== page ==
Tobacco-specific nitrosamines are potent carcinogens formed from parent compounds such as nicotine during the curing process of tobacco. The cytochrome P450 enzyme family metabolically activates these nitrosamines, which then attach pyridyloxobutyl (POB) groups to DNA bases. The formation of POB-DNA adducts in tissues of rats treated with tobacco-specific nitrosamines have been demonstrated in previous studies. These adducts can potentially lead to mutations in DNA which promote the formation of tumors. However there exists no data on the formation of POB-RNA adducts. RNA adducts could be important in carcinogenesis, and could potentially be a more reliable biomarker than DNA adducts for tobacco-specific nitrosamine exposure. The objective of our project was to chemically characterize and quantify POB-RNA adducts in the tissue of rats treated with a nitrosamine compound, specifically 4-(methylnitrosamino)-1-(3-pyridyl)-1-butanone (NNK). RNA was isolated from rat liver treated with NNK over a course of 20 weeks and from untreated liver. Combined liquid chromatography-mass spectrometry and high performance liquid chromatography were used to identify RNA adducts. The results indicate the presence of POB-RNA adducts in the treated livers. Further work will involve synthesizing standards by reacting NNK with nucleosides and confirming the structure of adducts with NMR. The results of this study will confirm the presence of RNA adducts due to nitrosamine exposure and provide insight into the utility of RNA adducts as a biomarker used for chemopreventative strategies.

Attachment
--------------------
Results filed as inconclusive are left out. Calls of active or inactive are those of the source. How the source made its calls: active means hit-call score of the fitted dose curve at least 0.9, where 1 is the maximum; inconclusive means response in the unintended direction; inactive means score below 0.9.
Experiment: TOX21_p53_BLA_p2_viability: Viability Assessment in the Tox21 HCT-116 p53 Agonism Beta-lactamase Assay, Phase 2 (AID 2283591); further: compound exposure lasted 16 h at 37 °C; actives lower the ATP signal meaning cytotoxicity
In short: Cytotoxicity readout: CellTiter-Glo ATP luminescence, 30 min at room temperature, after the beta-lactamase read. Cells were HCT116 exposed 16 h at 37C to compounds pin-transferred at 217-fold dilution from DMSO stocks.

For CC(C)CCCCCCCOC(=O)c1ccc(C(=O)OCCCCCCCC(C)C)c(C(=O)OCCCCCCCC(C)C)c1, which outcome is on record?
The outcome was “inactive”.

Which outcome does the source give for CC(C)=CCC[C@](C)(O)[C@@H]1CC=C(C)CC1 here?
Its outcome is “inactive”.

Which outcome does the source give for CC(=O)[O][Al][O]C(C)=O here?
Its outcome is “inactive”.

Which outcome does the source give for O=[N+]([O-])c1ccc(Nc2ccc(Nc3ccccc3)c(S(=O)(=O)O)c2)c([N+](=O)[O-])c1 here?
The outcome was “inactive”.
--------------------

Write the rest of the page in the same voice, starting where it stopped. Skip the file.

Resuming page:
Additional contributors: Irina Stepanov; Stephen Hecht (faculty mentor).
The Analysis of Pyridyloxobutyl RNA Adducts in Rats Treated With 4-(Methylnitrosamino)-1-(3-pyridyl)-1-butanone.
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